Move over Pinocchio, this new Daddy’s got strings

Daddy Diary #8: The Puppetry of Parenting

What does a puppet parent looks like? Imagine a new form of entertainment if choreographed by a drunk, one-legged Danny Kaye and a zombie cheerleader.

By Chris Lackner

“I’ve got no strings so I have fun, I’m not tied to anyone. How I love my liberty, there are no strings on me!”

Sure, Pinocchio made those words famous. But they also describe my motto before becoming a first-time, 37-year-old father.

For the last 10 years, I have enjoyed a rare combination: disposable income and disposable time.  With apologies to Walt Disney, I’d add an extra verse or two to my own song (e.g. “I’ve got no strings, so I drink beer. If I sleep in, I’m in the clear. How I love my drinks sudsy, there are no strings on me!”)

As the father of a five-month old, I now have a different kind of fun… but the puppet strings are both many and unbreakable. Mommy and Daddy often feel like puppets – our daughter a mad-cap, unpredictable puppeteer.

She has a lot of pull. Case and point, something I’ve coined “Daddy Cirque du Soleil.” This largely involves me frantically waving blankets or articles of clothing above my daughter’s crying face while humming circus music. For whatever reason, it is the No. 1 tonic for tears in my household. The Ringling Bros. circus may have created “the greatest show on Earth,” but I’ve created “the greatest show in… this bungalow!”

“Four stars!” says our wee one via my unscientific “goo goo ga ga” translation. “It beats the sad spectacle of watching Daddy trying to dress me, but I reserve five-star ratings exclusively for breast milk.”

“Disturbing!” think our passing neighbours, who often get a full display of this staggering routine through our living room’s bay windows. “Imagine a new form of entertainment if choreographed by a drunk, one-legged Danny Kaye and a zombie cheerleader!”

Ah, the puppetry of parenting. I haven’t counted all our parental strings, but our baby is already highly skilled at yanking them. Our daughter is a Master Puppeteer, and we are at her whim: “I don’t like this anymore; do something new! I want that! No, wait, I want the thing I was just bored with! I’m tired and need to go to bed. Stop making me try to sleep; until you do, I am going to scream like I’m being murdered so the neighbours question your parenting skills! I’ve soiled myself… yes, again; please change me. I’ve soiled myself, but if you change me I’ll do my murder voice again. Get up… now; this five-star milk stand is supposed to be open 24 hours; I demand to speak to a manager.”

I shudder to think the strength of her will once she masters our language. Geppetto was a total pushover, but we’ll be utterly powerless.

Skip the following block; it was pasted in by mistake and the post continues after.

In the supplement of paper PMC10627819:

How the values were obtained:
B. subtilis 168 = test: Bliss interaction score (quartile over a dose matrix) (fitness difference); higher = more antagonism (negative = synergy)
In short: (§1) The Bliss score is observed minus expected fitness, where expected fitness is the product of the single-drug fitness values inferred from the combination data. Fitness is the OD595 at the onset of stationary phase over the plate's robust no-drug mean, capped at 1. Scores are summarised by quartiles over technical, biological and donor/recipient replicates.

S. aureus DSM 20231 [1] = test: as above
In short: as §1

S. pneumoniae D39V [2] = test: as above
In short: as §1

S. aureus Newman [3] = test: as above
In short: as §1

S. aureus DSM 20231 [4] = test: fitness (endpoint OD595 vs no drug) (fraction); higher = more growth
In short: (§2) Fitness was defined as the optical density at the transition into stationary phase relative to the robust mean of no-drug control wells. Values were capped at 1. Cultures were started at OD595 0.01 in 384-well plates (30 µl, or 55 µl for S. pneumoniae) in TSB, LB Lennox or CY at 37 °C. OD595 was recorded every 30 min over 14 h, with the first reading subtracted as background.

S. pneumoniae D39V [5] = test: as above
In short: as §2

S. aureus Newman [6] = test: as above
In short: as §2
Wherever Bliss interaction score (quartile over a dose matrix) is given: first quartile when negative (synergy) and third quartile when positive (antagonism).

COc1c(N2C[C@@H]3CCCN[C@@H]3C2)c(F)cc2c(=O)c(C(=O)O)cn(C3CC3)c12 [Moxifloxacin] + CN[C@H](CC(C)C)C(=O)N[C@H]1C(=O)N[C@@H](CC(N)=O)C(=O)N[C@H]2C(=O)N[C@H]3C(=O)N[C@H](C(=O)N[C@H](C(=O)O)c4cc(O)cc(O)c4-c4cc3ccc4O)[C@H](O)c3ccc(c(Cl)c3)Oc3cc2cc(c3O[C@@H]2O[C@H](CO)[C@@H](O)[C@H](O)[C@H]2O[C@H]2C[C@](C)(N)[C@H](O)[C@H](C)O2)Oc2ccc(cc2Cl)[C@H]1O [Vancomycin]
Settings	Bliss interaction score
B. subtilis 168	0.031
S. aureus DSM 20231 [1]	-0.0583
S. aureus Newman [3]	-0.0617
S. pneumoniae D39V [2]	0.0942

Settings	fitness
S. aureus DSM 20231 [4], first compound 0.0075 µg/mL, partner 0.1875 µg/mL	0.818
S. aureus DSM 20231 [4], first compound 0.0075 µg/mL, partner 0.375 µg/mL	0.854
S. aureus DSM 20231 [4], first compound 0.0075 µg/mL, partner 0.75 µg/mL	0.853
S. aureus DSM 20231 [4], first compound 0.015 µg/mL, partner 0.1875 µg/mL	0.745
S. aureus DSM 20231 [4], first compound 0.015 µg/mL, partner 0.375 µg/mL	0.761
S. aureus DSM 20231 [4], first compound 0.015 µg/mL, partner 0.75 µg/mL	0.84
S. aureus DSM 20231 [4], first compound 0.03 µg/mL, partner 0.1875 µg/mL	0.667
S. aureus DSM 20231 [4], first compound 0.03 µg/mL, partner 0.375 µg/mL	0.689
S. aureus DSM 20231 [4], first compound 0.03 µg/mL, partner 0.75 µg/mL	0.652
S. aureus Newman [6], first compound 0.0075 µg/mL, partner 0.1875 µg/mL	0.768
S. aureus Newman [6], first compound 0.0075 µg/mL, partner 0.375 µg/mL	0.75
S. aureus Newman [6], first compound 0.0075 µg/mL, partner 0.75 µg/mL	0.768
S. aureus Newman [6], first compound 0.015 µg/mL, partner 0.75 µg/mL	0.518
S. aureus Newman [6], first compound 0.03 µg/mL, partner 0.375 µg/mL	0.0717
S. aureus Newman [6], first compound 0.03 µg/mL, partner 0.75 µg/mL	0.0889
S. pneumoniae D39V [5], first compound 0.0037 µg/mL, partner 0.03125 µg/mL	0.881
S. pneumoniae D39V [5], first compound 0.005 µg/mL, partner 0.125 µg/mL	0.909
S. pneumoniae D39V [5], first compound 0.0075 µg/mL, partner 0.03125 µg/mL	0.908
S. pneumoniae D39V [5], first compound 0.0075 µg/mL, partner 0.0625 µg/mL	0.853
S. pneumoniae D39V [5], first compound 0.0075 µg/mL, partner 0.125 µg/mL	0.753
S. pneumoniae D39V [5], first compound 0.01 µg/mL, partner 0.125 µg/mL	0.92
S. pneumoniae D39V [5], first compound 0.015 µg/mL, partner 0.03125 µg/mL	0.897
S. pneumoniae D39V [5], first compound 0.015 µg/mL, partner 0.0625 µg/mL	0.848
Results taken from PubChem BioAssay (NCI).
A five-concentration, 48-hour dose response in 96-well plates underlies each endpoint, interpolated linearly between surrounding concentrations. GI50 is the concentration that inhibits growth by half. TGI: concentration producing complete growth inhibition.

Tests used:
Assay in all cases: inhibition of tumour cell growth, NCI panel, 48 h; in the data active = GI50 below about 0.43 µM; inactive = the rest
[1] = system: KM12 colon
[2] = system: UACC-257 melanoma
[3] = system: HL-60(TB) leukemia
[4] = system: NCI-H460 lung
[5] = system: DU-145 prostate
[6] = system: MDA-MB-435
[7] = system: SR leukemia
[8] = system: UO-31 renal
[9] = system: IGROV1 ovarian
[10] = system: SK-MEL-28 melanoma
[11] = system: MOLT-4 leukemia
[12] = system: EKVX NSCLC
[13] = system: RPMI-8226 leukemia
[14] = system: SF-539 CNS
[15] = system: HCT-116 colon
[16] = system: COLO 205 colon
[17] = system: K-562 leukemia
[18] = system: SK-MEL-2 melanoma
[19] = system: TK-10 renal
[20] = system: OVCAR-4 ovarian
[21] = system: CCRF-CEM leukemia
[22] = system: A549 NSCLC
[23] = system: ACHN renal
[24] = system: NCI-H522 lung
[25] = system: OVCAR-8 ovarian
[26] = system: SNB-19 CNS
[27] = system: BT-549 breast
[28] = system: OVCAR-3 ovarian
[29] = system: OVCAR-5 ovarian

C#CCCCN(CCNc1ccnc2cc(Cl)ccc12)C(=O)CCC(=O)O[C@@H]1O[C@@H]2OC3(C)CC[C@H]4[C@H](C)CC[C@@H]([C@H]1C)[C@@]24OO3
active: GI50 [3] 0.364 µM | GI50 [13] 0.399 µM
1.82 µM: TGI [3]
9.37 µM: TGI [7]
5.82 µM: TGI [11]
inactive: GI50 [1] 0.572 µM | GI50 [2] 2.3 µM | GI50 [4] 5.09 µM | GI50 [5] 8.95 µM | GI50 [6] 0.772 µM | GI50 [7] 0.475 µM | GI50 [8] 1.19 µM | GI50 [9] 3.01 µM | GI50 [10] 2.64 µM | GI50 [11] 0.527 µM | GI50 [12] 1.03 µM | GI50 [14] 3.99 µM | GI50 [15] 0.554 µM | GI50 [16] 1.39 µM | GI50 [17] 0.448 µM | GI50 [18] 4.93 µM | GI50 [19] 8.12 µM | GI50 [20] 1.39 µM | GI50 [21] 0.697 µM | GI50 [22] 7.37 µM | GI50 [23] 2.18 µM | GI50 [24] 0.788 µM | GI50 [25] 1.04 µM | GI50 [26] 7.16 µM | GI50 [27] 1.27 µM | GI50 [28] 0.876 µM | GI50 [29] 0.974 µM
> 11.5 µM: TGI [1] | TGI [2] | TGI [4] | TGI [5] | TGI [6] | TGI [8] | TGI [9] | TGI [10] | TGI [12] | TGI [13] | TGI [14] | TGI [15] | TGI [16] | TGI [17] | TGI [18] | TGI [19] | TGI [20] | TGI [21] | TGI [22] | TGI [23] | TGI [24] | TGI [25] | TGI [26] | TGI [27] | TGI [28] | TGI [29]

On the other hand, sometimes I get to play puppeteer, too. Hand and finger puppets have become our daughter’s favourite toys. The hardest part for me is trying to remember what completely random accent I’ve assigned to animals so my daughter can tell them apart. I can already tell the scars from my puppeteering are going to be the subject of a future parent-teacher meeting. “Mr. Lackner, we’re a little bit concerned. Your daughter is confusing the other kids about the animal kingdom. She keeps insisting that all moose talk in a thick southern drawl, and that all sharks speak in an almost insultingly-poor Irish accent. On a related note, your services will no longer be required as a parent volunteer on our upcoming field trip to the zoo.”

Parenting is about split-second decision making – especially when it comes to creativity. What voice should a new dinosaur puppet make? If your first instinct is “kind of like a poor-man’s Cookie Monster,” then we’re birds of a feather. Speaking of, my baby speaks to her felt friends in pigeon language – often while shaking with near-uncontrollable excitement. It’s amazing to watch her imagination take flight.

Of course, Daddy and Mommy are coming to realize that the puppet strings will only grow in number – and get longer and thicker – over the years. Given its already been well-established that I am going to be the “Good Cop” in our house (my wife has already had to set a “one-toy limit” for me every time we enter a baby store), what levers will our future teenage daughter be able to pull on her softy of an Old Man? (I don’t stand a chance.)

The majority of my friends put off parenting until their mid-30s to focus on travel, hobbies, relationships and careers. We did the same. For us, the hardest adjustment was going from our own Masters to full-time Puppets. In my home, we only now comprehend that our new “show” is on a never-ending run – even as we fall in love with the spotlight, and give ourselves up whole-heartedly to our pint-sized puppeteer.

As for my “Daddy Cirque du Soleil” production, I suspect it’s is going to need to be retired before long. All too soon, the magic will be lost in watching Daddy wave a sweater or blanket around like a deranged aircraft runway marshal. It likely won’t play well at 12 months – let alone at a five-year-old birthday party.

But this Puppet will be waiting for the perfect embarrassing moment to sever his strings – at least momentarily. I’m already planning to bring back my epic routine at a choice moment… namely a boyfriend (or girlfriend) coming over for a meet-the-parents’ dinner, or – most likely – on my newfound overlord’s wedding day. I may be a Puppet now, but for that one moment I’ll be the Master of Cringe-Inducing Dad Comedy.

How I’ll love my liberty, there won’t be strings on me.

Illustration by Victor Bonderoff, The Ex-Press
THE EX-PRESS, January 23, 2017


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